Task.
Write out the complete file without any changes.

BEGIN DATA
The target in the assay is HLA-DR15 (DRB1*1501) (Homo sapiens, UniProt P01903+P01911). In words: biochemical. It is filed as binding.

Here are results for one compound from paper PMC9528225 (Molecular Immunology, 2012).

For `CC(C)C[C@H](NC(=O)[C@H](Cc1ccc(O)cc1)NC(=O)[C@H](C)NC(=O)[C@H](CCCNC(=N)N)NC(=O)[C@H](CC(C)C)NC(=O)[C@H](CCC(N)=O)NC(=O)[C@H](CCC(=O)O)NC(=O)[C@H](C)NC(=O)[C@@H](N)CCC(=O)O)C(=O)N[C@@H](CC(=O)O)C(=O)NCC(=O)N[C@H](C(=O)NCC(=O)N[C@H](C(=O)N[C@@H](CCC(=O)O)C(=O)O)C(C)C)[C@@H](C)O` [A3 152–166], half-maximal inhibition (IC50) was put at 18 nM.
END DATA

The target in the assay is HLA-DR15 (DRB1*1501) (Homo sapiens, UniProt P01903+P01911). In words: biochemical. It is filed as binding.

Here are results for one compound from paper PMC9528225 (Molecular Immunology, 2012).

For `CC(C)C[C@H](NC(=O)[C@H](Cc1ccc(O)cc1)NC(=O)[C@H](C)NC(=O)[C@H](CCCNC(=N)N)NC(=O)[C@H](CC(C)C)NC(=O)[C@H](CCC(N)=O)NC(=O)[C@H](CCC(=O)O)NC(=O)[C@H](C)NC(=O)[C@@H](N)CCC(=O)O)C(=O)N[C@@H](CC(=O)O)C(=O)NCC(=O)N[C@H](C(=O)NCC(=O)N[C@H](C(=O)N[C@@H](CCC(=O)O)C(=O)O)C(C)C)[C@@H](C)O` [A3 152–166], half-maximal inhibition (IC50) was put at 18 nM.